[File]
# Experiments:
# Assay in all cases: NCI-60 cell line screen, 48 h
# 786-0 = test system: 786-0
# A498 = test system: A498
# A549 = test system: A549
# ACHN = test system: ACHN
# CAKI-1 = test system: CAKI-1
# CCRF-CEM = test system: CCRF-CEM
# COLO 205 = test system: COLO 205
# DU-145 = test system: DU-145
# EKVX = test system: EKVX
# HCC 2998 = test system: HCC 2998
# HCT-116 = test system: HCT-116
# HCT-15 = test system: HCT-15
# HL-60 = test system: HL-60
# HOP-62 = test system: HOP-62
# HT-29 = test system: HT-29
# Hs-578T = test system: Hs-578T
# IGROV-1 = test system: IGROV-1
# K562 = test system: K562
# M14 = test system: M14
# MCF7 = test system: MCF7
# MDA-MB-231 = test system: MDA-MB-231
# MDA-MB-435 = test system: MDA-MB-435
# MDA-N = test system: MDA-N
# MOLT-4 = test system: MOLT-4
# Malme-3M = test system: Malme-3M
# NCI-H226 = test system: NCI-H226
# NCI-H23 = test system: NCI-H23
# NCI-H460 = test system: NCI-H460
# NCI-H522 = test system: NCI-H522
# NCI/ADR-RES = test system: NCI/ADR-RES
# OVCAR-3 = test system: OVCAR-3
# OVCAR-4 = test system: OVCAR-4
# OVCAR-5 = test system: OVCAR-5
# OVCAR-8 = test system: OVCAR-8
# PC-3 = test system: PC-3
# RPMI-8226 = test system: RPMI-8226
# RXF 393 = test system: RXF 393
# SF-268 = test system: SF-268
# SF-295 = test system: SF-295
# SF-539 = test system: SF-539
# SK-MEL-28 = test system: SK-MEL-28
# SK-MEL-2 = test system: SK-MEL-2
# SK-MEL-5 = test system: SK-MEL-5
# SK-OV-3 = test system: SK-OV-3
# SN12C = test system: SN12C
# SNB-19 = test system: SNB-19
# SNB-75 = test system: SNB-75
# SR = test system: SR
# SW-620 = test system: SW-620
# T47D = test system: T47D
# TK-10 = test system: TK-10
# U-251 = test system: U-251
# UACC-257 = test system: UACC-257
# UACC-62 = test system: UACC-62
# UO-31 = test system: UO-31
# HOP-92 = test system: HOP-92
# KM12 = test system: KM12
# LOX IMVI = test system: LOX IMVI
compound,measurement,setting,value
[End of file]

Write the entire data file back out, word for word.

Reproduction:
# Experiments:
# Assay in all cases: NCI-60 cell line screen, 48 h
# 786-0 = test system: 786-0
# A498 = test system: A498
# A549 = test system: A549
# ACHN = test system: ACHN
# CAKI-1 = test system: CAKI-1
# CCRF-CEM = test system: CCRF-CEM
# COLO 205 = test system: COLO 205
# DU-145 = test system: DU-145
# EKVX = test system: EKVX
# HCC 2998 = test system: HCC 2998
# HCT-116 = test system: HCT-116
# HCT-15 = test system: HCT-15
# HL-60 = test system: HL-60
# HOP-62 = test system: HOP-62
# HT-29 = test system: HT-29
# Hs-578T = test system: Hs-578T
# IGROV-1 = test system: IGROV-1
# K562 = test system: K562
# M14 = test system: M14
# MCF7 = test system: MCF7
# MDA-MB-231 = test system: MDA-MB-231
# MDA-MB-435 = test system: MDA-MB-435
# MDA-N = test system: MDA-N
# MOLT-4 = test system: MOLT-4
# Malme-3M = test system: Malme-3M
# NCI-H226 = test system: NCI-H226
# NCI-H23 = test system: NCI-H23
# NCI-H460 = test system: NCI-H460
# NCI-H522 = test system: NCI-H522
# NCI/ADR-RES = test system: NCI/ADR-RES
# OVCAR-3 = test system: OVCAR-3
# OVCAR-4 = test system: OVCAR-4
# OVCAR-5 = test system: OVCAR-5
# OVCAR-8 = test system: OVCAR-8
# PC-3 = test system: PC-3
# RPMI-8226 = test system: RPMI-8226
# RXF 393 = test system: RXF 393
# SF-268 = test system: SF-268
# SF-295 = test system: SF-295
# SF-539 = test system: SF-539
# SK-MEL-28 = test system: SK-MEL-28
# SK-MEL-2 = test system: SK-MEL-2
# SK-MEL-5 = test system: SK-MEL-5
# SK-OV-3 = test system: SK-OV-3
# SN12C = test system: SN12C
# SNB-19 = test system: SNB-19
# SNB-75 = test system: SNB-75
# SR = test system: SR
# SW-620 = test system: SW-620
# T47D = test system: T47D
# TK-10 = test system: TK-10
# U-251 = test system: U-251
# UACC-257 = test system: UACC-257
# UACC-62 = test system: UACC-62
# UO-31 = test system: UO-31
# HOP-92 = test system: HOP-92
# KM12 = test system: KM12
# LOX IMVI = test system: LOX IMVI
compound,measurement,setting,value